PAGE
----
Burger Barn and Hwy 33, Best One Day Road Trips: Southern CaliforniaWith directions that simply read, “head north,”a few pairs of underwear, my...
With directions that simply read, “head north,”a few pairs of underwear, my trusty Canon, $300 in my wallet and keys to a Victory Magnum - what could go wrong?
Best One Day Road Trips
This is the first installment - with more to follow - of the best day trips you can take on your motorcycle in your area, or maybe a road and scenery you’ve never ridden through before. We start off the series with a Southern California route you may be unfamiliar with. A couple hours north of Los Angeles, it’s a lesser known path through the Los Padres National forest.
While this was a two-day road trip, we've decided to break it into two segments. The first being Hwy 33 past Ojai and the second leaving Santa Barbara taking the lesser-know route back to LA. You can easily do this entire route in a day, but with the girlfriend on the back, lack of preparation, cold nights and the fact that it was vacation and we weren't in a hurry, we decided to take our time.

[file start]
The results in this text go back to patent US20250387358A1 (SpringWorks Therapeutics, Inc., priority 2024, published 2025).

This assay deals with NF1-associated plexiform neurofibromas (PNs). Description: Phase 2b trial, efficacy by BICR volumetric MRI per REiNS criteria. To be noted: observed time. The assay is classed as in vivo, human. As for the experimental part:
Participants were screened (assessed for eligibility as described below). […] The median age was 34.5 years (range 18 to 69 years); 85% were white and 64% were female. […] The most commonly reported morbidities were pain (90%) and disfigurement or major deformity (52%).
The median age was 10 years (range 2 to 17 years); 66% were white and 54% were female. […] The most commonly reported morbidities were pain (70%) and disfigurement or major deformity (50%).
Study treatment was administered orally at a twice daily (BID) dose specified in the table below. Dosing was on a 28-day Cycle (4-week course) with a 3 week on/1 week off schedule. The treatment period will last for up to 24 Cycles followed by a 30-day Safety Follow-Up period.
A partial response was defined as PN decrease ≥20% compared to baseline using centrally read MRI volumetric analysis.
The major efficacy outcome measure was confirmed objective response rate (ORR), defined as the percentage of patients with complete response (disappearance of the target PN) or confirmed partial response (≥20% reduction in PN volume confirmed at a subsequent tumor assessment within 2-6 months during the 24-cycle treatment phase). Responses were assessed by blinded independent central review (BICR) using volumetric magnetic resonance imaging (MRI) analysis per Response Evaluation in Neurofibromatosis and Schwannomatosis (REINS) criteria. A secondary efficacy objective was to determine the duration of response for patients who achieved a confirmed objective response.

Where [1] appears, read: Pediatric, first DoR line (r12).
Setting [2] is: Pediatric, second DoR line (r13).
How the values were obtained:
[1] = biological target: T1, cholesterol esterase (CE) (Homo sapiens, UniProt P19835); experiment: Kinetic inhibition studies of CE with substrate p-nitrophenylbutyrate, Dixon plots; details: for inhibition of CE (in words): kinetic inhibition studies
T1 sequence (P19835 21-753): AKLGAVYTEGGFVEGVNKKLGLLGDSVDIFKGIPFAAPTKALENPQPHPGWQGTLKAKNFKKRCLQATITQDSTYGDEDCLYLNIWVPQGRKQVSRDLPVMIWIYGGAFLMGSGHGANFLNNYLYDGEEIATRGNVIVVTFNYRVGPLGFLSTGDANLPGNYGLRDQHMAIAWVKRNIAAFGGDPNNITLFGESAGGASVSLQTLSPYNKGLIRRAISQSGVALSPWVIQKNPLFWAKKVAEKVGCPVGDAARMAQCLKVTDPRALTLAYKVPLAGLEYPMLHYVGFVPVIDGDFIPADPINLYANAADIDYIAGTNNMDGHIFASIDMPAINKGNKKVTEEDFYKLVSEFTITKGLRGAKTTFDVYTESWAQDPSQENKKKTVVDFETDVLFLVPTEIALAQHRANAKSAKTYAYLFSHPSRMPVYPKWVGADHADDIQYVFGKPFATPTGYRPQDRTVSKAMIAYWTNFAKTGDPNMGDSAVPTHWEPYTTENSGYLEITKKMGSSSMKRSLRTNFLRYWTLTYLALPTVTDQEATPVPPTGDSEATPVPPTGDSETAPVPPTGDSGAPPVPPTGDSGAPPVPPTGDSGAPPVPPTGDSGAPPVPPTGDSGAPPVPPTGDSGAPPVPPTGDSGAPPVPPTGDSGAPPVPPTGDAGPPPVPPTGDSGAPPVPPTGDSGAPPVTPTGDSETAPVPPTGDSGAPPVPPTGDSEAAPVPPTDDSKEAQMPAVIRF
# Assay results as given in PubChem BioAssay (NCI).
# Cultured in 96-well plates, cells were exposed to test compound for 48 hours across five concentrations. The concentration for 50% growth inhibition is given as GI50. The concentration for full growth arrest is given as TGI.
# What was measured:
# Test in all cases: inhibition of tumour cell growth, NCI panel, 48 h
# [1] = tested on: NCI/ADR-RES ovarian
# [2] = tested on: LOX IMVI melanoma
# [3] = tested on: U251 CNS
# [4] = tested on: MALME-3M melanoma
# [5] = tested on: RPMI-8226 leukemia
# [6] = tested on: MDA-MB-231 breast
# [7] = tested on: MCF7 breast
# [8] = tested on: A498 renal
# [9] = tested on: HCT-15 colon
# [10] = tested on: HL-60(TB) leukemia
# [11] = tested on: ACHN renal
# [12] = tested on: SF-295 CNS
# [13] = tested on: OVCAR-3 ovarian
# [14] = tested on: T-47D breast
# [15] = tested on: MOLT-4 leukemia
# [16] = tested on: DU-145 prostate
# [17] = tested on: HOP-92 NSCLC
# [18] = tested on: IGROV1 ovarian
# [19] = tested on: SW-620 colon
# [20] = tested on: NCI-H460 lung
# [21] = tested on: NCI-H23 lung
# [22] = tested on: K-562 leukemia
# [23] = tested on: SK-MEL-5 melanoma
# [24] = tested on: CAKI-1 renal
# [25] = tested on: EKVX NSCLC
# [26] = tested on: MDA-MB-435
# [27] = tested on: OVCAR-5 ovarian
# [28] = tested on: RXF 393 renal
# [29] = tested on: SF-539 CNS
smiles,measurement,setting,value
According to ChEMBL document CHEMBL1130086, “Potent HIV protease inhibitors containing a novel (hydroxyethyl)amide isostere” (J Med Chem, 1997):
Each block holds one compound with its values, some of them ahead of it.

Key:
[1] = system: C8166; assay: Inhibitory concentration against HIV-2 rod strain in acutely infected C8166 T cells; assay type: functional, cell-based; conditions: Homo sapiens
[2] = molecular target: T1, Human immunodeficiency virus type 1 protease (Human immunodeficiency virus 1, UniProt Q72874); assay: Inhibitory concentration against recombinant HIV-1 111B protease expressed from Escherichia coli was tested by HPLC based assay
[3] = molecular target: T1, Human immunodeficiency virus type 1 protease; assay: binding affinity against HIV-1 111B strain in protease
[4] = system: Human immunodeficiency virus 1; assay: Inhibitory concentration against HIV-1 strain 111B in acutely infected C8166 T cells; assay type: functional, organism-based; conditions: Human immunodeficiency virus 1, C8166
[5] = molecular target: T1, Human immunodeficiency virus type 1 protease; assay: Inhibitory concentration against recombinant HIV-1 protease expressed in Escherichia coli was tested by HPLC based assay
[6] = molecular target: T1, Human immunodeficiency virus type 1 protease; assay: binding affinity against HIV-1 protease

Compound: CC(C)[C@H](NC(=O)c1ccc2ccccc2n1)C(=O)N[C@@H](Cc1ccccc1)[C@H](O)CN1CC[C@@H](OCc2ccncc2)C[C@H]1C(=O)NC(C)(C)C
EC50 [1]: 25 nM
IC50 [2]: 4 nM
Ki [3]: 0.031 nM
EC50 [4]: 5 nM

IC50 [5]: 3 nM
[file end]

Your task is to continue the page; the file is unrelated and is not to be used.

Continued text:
pssh… I could take'em.
Starting in Norwalk, California we headed up and out of the city via Hwy 1 in Santa Monica, up through Malibu, stopping for lunch at an overpriced hipster cafe and then up into Oxnard, onward to Santa Barbara. As we exited Ventura, I asked my girlfriend if she wanted to go to Ojai. She pointed towards the highway sign with affirmation.
We headed up Hwy 33 into Ojai to spend the night. The next day we rode up through twisty mountain roads, then back to Hwy 1 and down into Santa Barbara.
We wanted to avoid repeating any of our steps as we made circling loops through the area. We first jumped off the 101 Hwy (Hwy 1 and Hwy 101 share the same road on and off again through most of the California coast), and traveled towards Ojai via Hwy 33. Starting out as a four-lane highway, it steps through a couple small towns. Watch for speed traps!
We rode up to the Deer Lodge for dinner after seeing some of Hwy 33 through Bear Creek by the state park. After dinner and returning to the hotel we parked the bike walked to the local bar for a drink and game of pool.